Aqua Paola Fountain And Pope's Power

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Aqua Paola Fountain and Pope’s power. In the 16th and 17th centuries, Popes exploited their position to build monuments that would display their own nobility. Until the end of the 16th century there was only one working source of clean drinking water in Rome. In 1585 Pope Sixtus V requested to restore the aqueduct in the Quirinale District of Rome, the previous Aqua Alexandriana, which he then renamed Fontana dell’Acqua Felice (Aqua Felice) after himself, Felice Perretti. The main theme of the fountain was religion, beside the intention of honouring the Pope. In 1612 Pope Paul V in respond of Pope Sixtus V’s Aqua Felice fountain, restored the aqueduct in the Janiculum hill. Pope Paul V felt the need to compete with his predecessors, who realized several work of arts during their papacy, and to prove his authority and importance. So he requested to build a fountain to celebrate himself, naming the fountain after himself, Fontana dell’Acqua Paola (Aqua Paola), or called also the Fontanone (the big fountain), and it became the major fountain on the left bank of the river Tibet.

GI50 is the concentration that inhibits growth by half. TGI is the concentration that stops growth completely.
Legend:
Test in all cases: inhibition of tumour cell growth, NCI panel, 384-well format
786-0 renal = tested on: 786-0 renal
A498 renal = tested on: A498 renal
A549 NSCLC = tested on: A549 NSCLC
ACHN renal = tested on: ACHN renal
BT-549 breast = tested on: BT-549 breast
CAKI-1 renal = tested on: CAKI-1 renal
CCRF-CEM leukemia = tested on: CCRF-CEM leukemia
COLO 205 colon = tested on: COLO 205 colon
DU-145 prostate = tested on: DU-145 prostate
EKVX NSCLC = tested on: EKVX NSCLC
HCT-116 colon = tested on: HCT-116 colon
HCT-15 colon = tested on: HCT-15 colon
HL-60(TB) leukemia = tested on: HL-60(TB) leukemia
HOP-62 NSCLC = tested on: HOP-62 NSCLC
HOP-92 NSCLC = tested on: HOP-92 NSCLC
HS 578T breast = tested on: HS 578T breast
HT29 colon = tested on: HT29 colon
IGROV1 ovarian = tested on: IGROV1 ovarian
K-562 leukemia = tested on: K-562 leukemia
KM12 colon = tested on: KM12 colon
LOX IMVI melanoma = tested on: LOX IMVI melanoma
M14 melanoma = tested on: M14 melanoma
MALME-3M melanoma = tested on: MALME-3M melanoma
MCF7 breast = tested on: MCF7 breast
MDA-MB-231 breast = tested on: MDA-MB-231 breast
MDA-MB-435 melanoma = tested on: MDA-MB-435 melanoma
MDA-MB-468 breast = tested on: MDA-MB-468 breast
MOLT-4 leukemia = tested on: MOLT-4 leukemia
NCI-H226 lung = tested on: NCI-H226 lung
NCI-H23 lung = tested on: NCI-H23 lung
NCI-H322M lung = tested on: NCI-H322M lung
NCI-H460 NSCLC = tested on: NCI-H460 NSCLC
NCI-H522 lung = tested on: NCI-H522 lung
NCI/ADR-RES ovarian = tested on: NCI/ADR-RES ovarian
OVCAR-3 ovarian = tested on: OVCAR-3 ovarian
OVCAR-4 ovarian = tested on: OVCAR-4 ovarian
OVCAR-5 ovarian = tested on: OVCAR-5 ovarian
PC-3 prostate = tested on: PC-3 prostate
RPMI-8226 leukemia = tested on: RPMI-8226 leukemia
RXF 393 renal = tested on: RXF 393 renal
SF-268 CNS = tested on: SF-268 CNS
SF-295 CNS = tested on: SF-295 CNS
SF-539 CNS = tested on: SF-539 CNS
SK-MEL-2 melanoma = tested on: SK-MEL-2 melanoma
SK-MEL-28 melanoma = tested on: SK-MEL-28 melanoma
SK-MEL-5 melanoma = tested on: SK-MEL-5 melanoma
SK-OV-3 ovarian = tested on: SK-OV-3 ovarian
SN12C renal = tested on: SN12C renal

Aqua Paola fountain was a renovation from the ancient Aqua Traiana, built by the Emperor Trajan in 109 CE. In order to gather money for the project Pope Paul V imposed tax on wine to buy the right to use a spring close to Lake Bracciano as a primary source of water. The water wasn’t that clean, the wine was still more drinkable and safer and when the source of the fountain became the Lake Bracciano
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